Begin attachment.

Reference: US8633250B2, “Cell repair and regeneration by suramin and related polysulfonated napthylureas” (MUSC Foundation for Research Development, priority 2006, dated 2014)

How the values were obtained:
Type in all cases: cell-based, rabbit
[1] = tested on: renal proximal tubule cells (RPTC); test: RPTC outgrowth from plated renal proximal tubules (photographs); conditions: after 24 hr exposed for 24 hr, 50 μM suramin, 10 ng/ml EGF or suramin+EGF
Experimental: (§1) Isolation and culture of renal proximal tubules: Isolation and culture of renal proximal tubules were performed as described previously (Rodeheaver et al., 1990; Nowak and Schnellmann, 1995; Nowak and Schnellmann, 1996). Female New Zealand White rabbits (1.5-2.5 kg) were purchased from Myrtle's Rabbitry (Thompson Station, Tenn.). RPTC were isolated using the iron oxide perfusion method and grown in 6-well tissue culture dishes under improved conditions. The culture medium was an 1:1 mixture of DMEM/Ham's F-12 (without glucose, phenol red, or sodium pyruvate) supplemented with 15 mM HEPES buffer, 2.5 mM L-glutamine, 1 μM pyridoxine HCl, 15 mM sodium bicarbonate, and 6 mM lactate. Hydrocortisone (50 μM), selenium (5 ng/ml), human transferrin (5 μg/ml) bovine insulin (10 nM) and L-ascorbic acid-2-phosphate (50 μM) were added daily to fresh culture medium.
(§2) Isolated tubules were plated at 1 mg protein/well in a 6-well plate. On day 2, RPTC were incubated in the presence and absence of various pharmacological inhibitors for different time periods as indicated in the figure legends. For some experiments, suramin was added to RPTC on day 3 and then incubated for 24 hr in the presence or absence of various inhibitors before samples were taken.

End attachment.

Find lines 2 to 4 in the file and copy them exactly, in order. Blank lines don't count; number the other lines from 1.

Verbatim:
How the values were obtained:
Type in all cases: cell-based, rabbit
[1] = tested on: renal proximal tubule cells (RPTC); test: RPTC outgrowth from plated renal proximal tubules (photographs); conditions: after 24 hr exposed for 24 hr, 50 μM suramin, 10 ng/ml EGF or suramin+EGF